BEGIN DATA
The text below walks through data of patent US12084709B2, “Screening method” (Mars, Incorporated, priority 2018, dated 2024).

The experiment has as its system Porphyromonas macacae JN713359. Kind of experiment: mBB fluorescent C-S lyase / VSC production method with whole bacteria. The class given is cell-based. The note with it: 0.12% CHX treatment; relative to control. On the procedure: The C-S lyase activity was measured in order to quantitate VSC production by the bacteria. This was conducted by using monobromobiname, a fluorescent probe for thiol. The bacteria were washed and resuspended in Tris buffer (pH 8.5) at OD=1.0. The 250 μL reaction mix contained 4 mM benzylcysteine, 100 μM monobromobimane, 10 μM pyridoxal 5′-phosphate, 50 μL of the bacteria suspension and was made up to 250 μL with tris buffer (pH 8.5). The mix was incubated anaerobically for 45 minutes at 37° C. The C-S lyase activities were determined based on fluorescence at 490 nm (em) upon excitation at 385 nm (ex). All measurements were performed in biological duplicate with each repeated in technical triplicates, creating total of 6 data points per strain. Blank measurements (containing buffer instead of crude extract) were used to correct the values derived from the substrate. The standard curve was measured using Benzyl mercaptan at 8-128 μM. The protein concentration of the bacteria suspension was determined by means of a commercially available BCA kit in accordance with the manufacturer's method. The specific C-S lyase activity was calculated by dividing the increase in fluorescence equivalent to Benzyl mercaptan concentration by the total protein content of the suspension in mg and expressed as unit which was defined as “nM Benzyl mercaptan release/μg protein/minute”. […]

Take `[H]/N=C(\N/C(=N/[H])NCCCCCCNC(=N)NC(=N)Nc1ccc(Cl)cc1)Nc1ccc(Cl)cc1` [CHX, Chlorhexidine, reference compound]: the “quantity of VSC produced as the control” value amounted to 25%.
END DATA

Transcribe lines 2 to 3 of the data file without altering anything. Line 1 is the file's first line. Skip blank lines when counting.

The experiment has as its system Porphyromonas macacae JN713359. Kind of experiment: mBB fluorescent C-S lyase / VSC production method with whole bacteria. The class given is cell-based. The note with it: 0.12% CHX treatment; relative to control. On the procedure: The C-S lyase activity was measured in order to quantitate VSC production by the bacteria. This was conducted by using monobromobiname, a fluorescent probe for thiol. The bacteria were washed and resuspended in Tris buffer (pH 8.5) at OD=1.0. The 250 μL reaction mix contained 4 mM benzylcysteine, 100 μM monobromobimane, 10 μM pyridoxal 5′-phosphate, 50 μL of the bacteria suspension and was made up to 250 μL with tris buffer (pH 8.5). The mix was incubated anaerobically for 45 minutes at 37° C. The C-S lyase activities were determined based on fluorescence at 490 nm (em) upon excitation at 385 nm (ex). All measurements were performed in biological duplicate with each repeated in technical triplicates, creating total of 6 data points per strain. Blank measurements (containing buffer instead of crude extract) were used to correct the values derived from the substrate. The standard curve was measured using Benzyl mercaptan at 8-128 μM. The protein concentration of the bacteria suspension was determined by means of a commercially available BCA kit in accordance with the manufacturer's method. The specific C-S lyase activity was calculated by dividing the increase in fluorescence equivalent to Benzyl mercaptan concentration by the total protein content of the suspension in mg and expressed as unit which was defined as “nM Benzyl mercaptan release/μg protein/minute”. […]

Take `[H]/N=C(\N/C(=N/[H])NCCCCCCNC(=N)NC(=N)Nc1ccc(Cl)cc1)Nc1ccc(Cl)cc1` [CHX, Chlorhexidine, reference compound]: the “quantity of VSC produced as the control” value amounted to 25%.